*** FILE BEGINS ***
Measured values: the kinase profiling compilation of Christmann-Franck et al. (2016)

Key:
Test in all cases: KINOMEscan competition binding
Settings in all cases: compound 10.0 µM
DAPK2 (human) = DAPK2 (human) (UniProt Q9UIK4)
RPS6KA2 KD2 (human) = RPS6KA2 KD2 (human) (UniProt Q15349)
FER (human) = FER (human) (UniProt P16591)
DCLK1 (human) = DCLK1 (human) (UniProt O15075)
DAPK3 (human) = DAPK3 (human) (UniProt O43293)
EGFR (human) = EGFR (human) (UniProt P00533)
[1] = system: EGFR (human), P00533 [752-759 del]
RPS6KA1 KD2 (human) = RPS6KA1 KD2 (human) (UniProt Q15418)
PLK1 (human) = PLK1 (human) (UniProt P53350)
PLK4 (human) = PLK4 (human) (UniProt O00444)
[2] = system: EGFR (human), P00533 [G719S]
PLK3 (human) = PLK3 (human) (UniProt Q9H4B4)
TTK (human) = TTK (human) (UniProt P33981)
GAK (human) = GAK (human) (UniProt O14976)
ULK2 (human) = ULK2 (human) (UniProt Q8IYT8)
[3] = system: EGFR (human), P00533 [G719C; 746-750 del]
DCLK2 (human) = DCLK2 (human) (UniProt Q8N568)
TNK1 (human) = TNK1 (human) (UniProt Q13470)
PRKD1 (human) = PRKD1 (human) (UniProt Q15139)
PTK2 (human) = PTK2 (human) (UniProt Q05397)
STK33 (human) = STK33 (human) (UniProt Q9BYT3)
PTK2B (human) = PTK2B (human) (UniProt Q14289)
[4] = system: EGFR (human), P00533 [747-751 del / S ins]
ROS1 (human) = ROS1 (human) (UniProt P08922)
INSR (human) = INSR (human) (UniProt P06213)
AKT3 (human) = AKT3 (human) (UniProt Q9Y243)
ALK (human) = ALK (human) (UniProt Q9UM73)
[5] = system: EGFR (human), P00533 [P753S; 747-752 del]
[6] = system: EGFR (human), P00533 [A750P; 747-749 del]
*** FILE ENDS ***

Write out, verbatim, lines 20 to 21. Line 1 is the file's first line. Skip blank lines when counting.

[3] = system: EGFR (human), P00533 [G719C; 746-750 del]
DCLK2 (human) = DCLK2 (human) (UniProt Q8N568)